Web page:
Sony VPL-VW60 SXRD Video Projector

When it was introduced at the 2006 CEDIA Expo, Sony's VPL-VW50 redefined the entire front-projector price structure. Of course, a few other manufacturers were ready with their own new projector announcements at that show, but the VW50—which came to be widely known as the "Pearl" after the company's code name for the project—generated the most buzz.

Now, barely a year after it hit the market, the VPL-VW50 has been replaced by the VPL-VW60. Priced at $5000, the same as its predecessor, the new model employs refined SXRD imaging chips that are said to provide twice the native contrast ratio of the Pearl.

But the most immediately obvious change in the VPL-VW60 is visible the minute you set eyes on it. Whereas the Pearl was a crisp white, the new model is decked out in sultry shades of metallic black and dark gray, making its nickname inevitable: the Black Pearl. But there is no pirate's curse here, just solid performance.

Features
The Black Pearl's feature set and adjustments are largely carried over from the Pearl, including the dynamic iris that Sony introduced a few years ago in its less-expensive LCD projectors. The iris opens up on bright scenes and closes down on darker ones, thus producing an enhanced dynamic contrast ratio.

Shane Buettner discusses Sony's latest implementation of this idea, called Advanced Iris 2, in his review of the Pearl. Since it operates essentially the same way in the Black Pearl, I won't plow over the details here. If you are unfamiliar with this feature, I recommend that you check out his report to learn more.

But a dynamic iris is not a free lunch. Occasionally—though not often—you can see it working. One artifact is brightness compression. A dynamic iris changes its aperture based on the average picture level. If the projector determines that the iris should close down to deepen the blacks on dark scenes with a few small, bright highlights, these bright details are dimmed as well. Star fields are perhaps the most obvious example of this.

Nevertheless, the Black Pearl's Advanced Iris 2 worked very well for me on most material, and I consider these occasional artifacts a fair tradeoff for improved blacks. Not everyone agrees, however. If you're in this group, the Black Pearl also lets you set the iris manually to one of many fixed positions. Even in this manual mode, the projector's native black level is respectably low.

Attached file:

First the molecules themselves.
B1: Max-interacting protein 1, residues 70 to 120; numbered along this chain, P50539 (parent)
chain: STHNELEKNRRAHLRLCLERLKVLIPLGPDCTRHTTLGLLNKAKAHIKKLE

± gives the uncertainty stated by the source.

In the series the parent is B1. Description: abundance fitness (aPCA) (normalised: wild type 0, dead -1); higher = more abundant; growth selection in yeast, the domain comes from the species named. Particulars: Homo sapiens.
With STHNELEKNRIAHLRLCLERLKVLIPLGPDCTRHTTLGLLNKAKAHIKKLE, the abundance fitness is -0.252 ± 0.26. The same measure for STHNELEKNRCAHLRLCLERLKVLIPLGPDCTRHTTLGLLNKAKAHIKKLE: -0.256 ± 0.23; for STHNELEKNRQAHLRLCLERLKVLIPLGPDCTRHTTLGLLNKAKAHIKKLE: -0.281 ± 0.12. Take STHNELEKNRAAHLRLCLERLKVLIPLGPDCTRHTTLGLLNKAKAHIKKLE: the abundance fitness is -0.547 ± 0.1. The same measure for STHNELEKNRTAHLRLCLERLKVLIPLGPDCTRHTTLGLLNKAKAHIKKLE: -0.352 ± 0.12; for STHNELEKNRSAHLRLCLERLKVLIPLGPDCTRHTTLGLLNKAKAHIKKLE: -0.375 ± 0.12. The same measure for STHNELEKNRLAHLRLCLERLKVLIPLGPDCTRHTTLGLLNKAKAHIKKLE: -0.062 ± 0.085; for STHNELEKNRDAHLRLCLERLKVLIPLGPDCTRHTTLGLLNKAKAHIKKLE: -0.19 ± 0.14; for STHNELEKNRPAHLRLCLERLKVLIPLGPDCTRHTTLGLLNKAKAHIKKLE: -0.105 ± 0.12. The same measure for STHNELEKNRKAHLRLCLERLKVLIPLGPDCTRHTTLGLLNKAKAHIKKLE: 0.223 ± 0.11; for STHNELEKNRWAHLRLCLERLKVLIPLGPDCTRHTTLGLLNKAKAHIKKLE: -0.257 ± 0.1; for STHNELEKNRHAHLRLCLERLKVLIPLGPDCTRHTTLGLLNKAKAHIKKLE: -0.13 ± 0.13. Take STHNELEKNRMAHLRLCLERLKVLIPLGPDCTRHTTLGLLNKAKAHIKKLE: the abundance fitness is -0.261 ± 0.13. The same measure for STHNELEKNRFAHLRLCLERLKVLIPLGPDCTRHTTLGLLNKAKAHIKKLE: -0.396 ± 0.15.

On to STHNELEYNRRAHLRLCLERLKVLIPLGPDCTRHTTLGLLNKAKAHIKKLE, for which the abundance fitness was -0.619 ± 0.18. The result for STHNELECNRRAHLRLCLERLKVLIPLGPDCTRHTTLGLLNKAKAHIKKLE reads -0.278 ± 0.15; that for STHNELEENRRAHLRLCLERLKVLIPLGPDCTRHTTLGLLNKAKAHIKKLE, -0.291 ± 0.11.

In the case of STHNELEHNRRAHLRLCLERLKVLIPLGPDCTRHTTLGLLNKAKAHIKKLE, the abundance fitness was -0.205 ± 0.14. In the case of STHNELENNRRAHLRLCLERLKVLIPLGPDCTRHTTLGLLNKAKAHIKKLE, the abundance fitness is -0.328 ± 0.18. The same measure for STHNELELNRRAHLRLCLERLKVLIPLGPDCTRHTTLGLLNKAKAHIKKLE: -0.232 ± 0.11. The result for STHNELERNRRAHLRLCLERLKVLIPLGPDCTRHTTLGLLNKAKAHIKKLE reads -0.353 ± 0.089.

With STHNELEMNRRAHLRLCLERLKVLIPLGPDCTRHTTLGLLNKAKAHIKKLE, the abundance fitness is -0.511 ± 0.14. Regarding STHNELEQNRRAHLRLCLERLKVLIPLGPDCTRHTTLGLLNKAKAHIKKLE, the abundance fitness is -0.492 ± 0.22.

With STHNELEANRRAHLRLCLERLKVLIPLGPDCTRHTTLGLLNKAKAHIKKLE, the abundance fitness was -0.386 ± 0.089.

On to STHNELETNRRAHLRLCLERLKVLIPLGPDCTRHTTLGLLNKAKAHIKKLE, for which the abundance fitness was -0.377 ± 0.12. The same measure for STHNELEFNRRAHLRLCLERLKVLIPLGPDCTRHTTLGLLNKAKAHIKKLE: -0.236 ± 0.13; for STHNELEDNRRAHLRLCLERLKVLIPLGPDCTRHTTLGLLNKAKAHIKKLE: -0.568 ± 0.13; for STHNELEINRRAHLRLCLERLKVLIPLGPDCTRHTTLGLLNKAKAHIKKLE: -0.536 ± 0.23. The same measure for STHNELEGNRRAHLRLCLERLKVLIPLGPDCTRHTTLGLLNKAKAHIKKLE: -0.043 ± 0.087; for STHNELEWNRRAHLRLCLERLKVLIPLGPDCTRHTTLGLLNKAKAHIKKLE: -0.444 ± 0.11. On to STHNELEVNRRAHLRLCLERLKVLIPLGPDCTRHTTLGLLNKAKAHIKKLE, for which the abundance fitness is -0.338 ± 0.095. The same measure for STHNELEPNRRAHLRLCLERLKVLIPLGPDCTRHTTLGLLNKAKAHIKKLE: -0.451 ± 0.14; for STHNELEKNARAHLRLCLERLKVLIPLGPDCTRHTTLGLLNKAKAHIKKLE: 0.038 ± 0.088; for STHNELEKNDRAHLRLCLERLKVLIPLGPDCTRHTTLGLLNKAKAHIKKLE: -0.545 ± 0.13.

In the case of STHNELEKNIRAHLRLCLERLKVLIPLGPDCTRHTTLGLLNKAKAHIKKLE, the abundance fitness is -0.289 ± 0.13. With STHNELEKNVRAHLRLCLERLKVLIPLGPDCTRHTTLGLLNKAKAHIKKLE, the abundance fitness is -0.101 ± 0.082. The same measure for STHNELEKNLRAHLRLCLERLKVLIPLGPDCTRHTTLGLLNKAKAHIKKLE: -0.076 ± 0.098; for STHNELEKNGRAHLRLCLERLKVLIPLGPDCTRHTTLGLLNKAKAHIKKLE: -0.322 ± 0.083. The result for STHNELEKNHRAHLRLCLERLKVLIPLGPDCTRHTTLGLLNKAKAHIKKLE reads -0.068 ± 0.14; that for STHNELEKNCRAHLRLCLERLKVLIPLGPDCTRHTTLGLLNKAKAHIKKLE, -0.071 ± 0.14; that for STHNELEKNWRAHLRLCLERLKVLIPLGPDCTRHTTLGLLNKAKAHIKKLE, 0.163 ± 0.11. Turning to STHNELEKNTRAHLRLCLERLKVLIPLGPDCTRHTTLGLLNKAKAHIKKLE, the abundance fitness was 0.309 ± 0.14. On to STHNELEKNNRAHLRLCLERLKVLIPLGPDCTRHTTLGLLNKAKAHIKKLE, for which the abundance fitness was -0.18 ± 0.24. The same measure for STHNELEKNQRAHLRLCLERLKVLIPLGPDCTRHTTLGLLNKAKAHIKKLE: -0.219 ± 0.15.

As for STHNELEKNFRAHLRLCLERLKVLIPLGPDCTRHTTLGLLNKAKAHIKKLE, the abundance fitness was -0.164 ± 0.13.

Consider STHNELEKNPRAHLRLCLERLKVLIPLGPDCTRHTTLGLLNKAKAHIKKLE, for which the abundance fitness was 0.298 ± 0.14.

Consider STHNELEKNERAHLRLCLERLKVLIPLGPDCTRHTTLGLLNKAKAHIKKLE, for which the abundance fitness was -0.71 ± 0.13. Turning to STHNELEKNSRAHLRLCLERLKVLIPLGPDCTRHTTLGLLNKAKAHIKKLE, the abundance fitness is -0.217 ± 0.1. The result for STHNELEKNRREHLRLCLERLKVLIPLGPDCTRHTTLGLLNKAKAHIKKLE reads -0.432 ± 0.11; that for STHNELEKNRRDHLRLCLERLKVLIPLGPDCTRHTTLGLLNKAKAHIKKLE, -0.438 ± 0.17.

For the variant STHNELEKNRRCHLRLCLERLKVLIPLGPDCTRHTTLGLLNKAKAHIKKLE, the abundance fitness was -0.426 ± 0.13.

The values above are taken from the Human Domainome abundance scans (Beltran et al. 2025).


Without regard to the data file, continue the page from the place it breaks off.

There are a few new features on the Black Pearl. One of them is an additional aspect ratio: Anamorphic Zoom. This setting pre-stretches 2.35:1program material for use with an outboard, optional anamorphic lens and a 2.35:1 screen. I didn't have the opportunity to test this. (Anamorphic lenses are available from a number of suppliers, but not Sony. They aren't cheap; good ones can cost as much as the projector.)

Even more interesting is a feature called Panel Alignment. An SXRD projector uses three imaging chips, one each for red, green, and blue. This eliminates the need for the color wheel used in all single-chip DLP projectors. But the panels in a 3-chip projector must be precisely aligned or convergence errors can result. The Black Pearl's Panel Alignment feature can move the red and blue images horizontally and vertically in fractions of a pixel. The improvement provided by this adjustment was not perfect over the entire screen, but the center convergence was excellent, and the errors elsewhere were no more than a pixel—and usually less.

As with the Pearl, the lens adjustments on the Black Pearl—zoom, focus, and vertical shift—are all motorized. Also like earlier Sony projectors, the Black Pearl is as silent as any projector you'll find, even in the High lamp setting. It also accepts 1080p/24 signals from a Blu-ray or HD DVD player and converts them to 96Hz for display using an interpolation algorithm.

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